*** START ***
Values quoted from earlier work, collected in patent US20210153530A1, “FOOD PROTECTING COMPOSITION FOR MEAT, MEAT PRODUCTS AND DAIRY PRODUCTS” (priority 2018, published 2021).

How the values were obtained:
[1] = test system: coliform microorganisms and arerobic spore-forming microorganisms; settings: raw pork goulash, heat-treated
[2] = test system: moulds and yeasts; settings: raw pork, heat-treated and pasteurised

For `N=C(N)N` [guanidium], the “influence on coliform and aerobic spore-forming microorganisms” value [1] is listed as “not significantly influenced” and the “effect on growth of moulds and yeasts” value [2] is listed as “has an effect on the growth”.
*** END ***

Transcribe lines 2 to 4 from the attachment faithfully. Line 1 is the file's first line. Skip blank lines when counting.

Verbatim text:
How the values were obtained:
[1] = test system: coliform microorganisms and arerobic spore-forming microorganisms; settings: raw pork goulash, heat-treated
[2] = test system: moulds and yeasts; settings: raw pork, heat-treated and pasteurised